Ascent of Bandit Peak on 2020-05-09
|Others in Party:||Dan Connors|
----Only Party on Mountain
|Date:||Saturday, May 9, 2020|
|Ascent Type:||Successful Summit Attained|
| Elevation:||12444 ft / 3792 m|
Ascent Trip ReportToday Dan and I went for the three-peak circuit of Royal, Pegmatite West, then over to Bandit. I had already completed Rosalie, so this was to finish the area for me. It was 13.5 miles of hiking and 4,700 feet of gain or more and a big day we had great weather. My GPS track for 3 peaks is broken down into 2 separate tracks one for Royal and Pegmatite and the other for Bandit and back to the car. The parking facility is huge and accommodates many vehicles. The trail is well maintained but initially crosses the creek several times but generally stays on the west side.
At near 2.4 miles where the creeks cross the trail and heads west, we began looking for our route to bushwhack up to Royal. The west slopes had little snow in the trees, but the N and E slopes were still heavy in places. The contours spin around on the ridge and I got confused where we were and over climbed the saddle by nearly 300 feet before I realized my mistake so our GPS route needlessly will show we did that over climb. Climbing down thru a nice forest of limber pine we cross a moose habitat marsh and found the saddle and then headed south now up the north slope of Royal. There were packs of snow still in there up to 3 feet deep, so some post-holing occurred, and we made our route whatever minimized snow hiking. Nearing the summit, we came upon some class 2, 2+ and mild 3 rock pinnacles and false summits. But eventually into a nice bristlecone stand and the less impressive summit. The best views are in the pinnacles.
We found hugging the western side of the ridge on our track down was much easier staying out of most snow all the way down to the saddle. This track down also avoided the complications of climbing back over all the false peak pinnacles. Then back up through the limber/bristlecone pines on a beeline for the open tundra area below Pegmatite. Pegmatite is a lovely ridge line with open views, many hoodoos of granite and awesome views. Near the summit I realized where the name came from as there is several outcroppings of granite with pegmatite size minerals. The pink feldspar had some very large faces to enjoy. We then climbed back down to the obvious saddle where the main trail goes through (the trail we abandoned back at mile 2.4 in favor of awesome bushwhacking routes). That saddle is around 11,900 feet and looms below the impressive slopes up to Rosalie a mid-13er.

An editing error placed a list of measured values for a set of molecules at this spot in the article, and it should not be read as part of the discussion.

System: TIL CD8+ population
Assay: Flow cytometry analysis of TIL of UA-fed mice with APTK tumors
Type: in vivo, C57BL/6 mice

Our plan was to get to the main saddle at 11,900 and then contour around the slopes of Rosalie and avoid snow patches and slowly climb to the saddle between Rosalie and bandit at around elevation 12,200 plus or minus……….but that contouring ended up being closer to 700 feet of gain not 300 because of the large packs of snow we climbed up and over or down and under. We finally put on microspikes and kick stepped across about 6 packs of snow. Once over and well above the saddle at 12,200 (we ended up for safety climbing about 300 feet higher than necessary to minimize snowpack crossings on steep slopes) we had but more pack sliding down to the saddle. I saw the chance for an easy glissade and took it to near the saddle. The final climb up Bandit is easy compared to the rest of the day and we enjoyed a rest at the summit.
We could retrace down the north side thru more snow packs and used the trail all the way down to the truck but to “save time and mileage” I figured the western side of the large ridge and southern slopes of Bandit would be clear of snow and it started out as easy tundra. But soon snowpacks in bristlecone trees and talus became the challenge. My track is right on the edge of the tree line western side. We found that if we stayed right at the tree line edge we avoided snow, and oddly there was some tundra and grasses in between the talus there making the steep down climb of 2000 feet manageable whereas if we went out from the trees it would be a typical talus slog on tired legs. We kept a bearing toward the Rosalie Trail which is perpendicular to the Tanglewood Trail were our truck was parked. After one final push of bushwhacking thru quaking aspens we found the trail and hiked it back to the Tanglewood trail and back the to truck. All and all, of the total circuit of 12 miles we enjoyed about 4 miles on trails, 3 on tundra, and 5 bushwhacking thru various terrain. A good day.
|Summary Total Data|
| Total Elevation Gain:||992 ft / 301 m|
| Total Elevation Loss:||770 ft / 233 m|
| Round-Trip Distance:||7.1 mi / 11.4 km|
| Quality:||6 (on a subjective 1-10 scale)|
| Route Conditions:||Maintained Trail, Open Country, Bushwhack, Snow on Ground, Snow Climb|
| Gear Used:||Crampons, Ski Poles|
| Gain on way in:||707 ft / 215 m|
| Gain Breakdown:||Net: 222 ft / 67 m; Extra: 485 ft / 147m|
| Loss on way in:||485 ft / 147 m|
| Distance:||2 mi / 3.2 km|
| Route:||see GPS track|
| Start Trailhead:||Top of Pegmatite see GPS track 2 12222 ft / 3725 m|
| Loss on way out:||285 ft / 86 m|
| Gain on way out:||285 ft / 86 m|
| Distance:||5.1 mi / 8.2 km|
| Route:||see GPS track|
|Ascent Part of Trip: 5-9-2020|
Complete Trip Sequence:
Total Trip Gain: 4737 ft / 1444 m Total Trip Loss: 1110 ft / 338 m
|GPS Data for Ascent/Trip|
GPS Waypoints - Hover or click to see name and lat/long
Peaks: climbed and unclimbed by William Musser
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Note: GPS Tracks may not be accurate, and may not show the best route. Do not follow this route blindly. Conditions change frequently. Use of a GPS unit in the outdoors, even with a pre-loaded track, is no substitute for experience and good judgment. Peakbagger.com accepts NO responsibility or liability from use of this data.
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